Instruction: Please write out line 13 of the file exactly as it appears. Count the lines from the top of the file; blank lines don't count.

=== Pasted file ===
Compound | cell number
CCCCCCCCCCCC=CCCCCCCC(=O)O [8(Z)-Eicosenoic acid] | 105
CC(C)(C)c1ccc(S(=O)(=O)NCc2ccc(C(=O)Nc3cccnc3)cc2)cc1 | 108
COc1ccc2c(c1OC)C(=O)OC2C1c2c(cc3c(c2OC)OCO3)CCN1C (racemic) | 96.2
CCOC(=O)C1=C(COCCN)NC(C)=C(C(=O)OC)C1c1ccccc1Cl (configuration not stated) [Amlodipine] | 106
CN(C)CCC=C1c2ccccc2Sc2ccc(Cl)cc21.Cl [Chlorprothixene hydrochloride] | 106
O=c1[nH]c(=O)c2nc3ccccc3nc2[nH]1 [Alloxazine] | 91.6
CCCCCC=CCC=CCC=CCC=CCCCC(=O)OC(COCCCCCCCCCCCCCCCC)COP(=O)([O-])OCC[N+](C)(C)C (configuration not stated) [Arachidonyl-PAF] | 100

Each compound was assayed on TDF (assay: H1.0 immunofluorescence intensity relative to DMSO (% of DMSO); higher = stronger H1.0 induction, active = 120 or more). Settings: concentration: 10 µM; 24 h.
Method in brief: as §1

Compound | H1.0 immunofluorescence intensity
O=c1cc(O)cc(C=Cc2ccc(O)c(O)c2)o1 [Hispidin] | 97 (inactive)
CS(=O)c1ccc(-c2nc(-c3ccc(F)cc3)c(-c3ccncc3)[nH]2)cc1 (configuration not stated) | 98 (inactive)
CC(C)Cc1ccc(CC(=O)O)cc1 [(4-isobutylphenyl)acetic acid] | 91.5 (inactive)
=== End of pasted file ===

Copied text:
CS(=O)c1ccc(-c2nc(-c3ccc(F)cc3)c(-c3ccncc3)[nH]2)cc1 (configuration not stated) | 98 (inactive)